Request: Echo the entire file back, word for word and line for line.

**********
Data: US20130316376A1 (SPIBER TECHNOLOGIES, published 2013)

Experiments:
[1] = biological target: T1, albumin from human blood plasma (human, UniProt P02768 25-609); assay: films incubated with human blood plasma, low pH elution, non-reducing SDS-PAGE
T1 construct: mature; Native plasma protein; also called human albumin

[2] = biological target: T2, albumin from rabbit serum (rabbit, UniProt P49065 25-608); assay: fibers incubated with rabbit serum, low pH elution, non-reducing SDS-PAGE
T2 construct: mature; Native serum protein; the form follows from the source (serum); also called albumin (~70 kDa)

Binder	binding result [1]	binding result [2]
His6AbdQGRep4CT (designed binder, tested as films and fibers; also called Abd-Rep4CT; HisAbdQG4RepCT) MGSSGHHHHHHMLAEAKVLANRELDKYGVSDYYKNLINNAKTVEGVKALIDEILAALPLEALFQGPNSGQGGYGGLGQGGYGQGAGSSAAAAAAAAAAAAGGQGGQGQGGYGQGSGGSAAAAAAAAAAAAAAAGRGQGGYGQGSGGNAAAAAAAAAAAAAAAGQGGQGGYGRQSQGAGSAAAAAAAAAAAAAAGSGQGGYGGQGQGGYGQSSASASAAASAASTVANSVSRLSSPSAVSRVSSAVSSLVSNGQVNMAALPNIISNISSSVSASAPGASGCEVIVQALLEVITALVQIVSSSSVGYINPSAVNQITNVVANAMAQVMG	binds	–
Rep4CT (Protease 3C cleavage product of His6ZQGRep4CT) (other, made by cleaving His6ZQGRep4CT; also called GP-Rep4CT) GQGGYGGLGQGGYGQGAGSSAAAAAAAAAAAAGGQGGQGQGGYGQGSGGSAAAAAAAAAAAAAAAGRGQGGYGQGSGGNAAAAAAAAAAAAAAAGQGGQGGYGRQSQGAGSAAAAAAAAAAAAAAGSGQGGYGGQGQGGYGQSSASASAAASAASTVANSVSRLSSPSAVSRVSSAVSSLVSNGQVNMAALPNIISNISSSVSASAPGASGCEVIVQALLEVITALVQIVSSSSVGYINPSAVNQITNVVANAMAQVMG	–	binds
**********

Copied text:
Data: US20130316376A1 (SPIBER TECHNOLOGIES, published 2013)

Experiments:
[1] = biological target: T1, albumin from human blood plasma (human, UniProt P02768 25-609); assay: films incubated with human blood plasma, low pH elution, non-reducing SDS-PAGE
T1 construct: mature; Native plasma protein; also called human albumin

[2] = biological target: T2, albumin from rabbit serum (rabbit, UniProt P49065 25-608); assay: fibers incubated with rabbit serum, low pH elution, non-reducing SDS-PAGE
T2 construct: mature; Native serum protein; the form follows from the source (serum); also called albumin (~70 kDa)

Binder	binding result [1]	binding result [2]
His6AbdQGRep4CT (designed binder, tested as films and fibers; also called Abd-Rep4CT; HisAbdQG4RepCT) MGSSGHHHHHHMLAEAKVLANRELDKYGVSDYYKNLINNAKTVEGVKALIDEILAALPLEALFQGPNSGQGGYGGLGQGGYGQGAGSSAAAAAAAAAAAAGGQGGQGQGGYGQGSGGSAAAAAAAAAAAAAAAGRGQGGYGQGSGGNAAAAAAAAAAAAAAAGQGGQGGYGRQSQGAGSAAAAAAAAAAAAAAGSGQGGYGGQGQGGYGQSSASASAAASAASTVANSVSRLSSPSAVSRVSSAVSSLVSNGQVNMAALPNIISNISSSVSASAPGASGCEVIVQALLEVITALVQIVSSSSVGYINPSAVNQITNVVANAMAQVMG	binds	–
Rep4CT (Protease 3C cleavage product of His6ZQGRep4CT) (other, made by cleaving His6ZQGRep4CT; also called GP-Rep4CT) GQGGYGGLGQGGYGQGAGSSAAAAAAAAAAAAGGQGGQGQGGYGQGSGGSAAAAAAAAAAAAAAAGRGQGGYGQGSGGNAAAAAAAAAAAAAAAGQGGQGGYGRQSQGAGSAAAAAAAAAAAAAAGSGQGGYGGQGQGGYGQSSASASAAASAASTVANSVSRLSSPSAVSRVSSAVSSLVSNGQVNMAALPNIISNISSSVSASAPGASGCEVIVQALLEVITALVQIVSSSSVGYINPSAVNQITNVVANAMAQVMG	–	binds